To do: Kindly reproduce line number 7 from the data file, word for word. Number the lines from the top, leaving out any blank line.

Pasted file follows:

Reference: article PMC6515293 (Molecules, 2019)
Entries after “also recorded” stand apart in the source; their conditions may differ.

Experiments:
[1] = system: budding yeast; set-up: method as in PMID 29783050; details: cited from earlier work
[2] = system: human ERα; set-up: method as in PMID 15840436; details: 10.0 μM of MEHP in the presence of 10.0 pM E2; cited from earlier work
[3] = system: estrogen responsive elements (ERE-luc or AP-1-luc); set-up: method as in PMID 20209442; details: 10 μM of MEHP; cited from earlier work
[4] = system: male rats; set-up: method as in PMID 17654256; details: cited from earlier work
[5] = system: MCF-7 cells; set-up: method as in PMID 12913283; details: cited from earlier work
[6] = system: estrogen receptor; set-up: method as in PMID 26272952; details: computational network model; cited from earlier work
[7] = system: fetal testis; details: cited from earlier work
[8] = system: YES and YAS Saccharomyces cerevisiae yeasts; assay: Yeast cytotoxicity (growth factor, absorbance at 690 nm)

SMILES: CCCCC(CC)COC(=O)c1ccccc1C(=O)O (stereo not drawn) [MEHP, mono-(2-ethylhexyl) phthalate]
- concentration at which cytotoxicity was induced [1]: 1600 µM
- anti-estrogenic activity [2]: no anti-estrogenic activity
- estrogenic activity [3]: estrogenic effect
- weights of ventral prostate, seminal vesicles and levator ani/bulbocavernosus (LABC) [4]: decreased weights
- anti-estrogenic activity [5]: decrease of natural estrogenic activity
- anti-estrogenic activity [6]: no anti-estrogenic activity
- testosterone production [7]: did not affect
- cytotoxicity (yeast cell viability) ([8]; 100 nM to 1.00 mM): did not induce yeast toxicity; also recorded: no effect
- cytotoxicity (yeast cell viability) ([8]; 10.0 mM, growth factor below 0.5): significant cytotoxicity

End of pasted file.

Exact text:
[4] = system: male rats; set-up: method as in PMID 17654256; details: cited from earlier work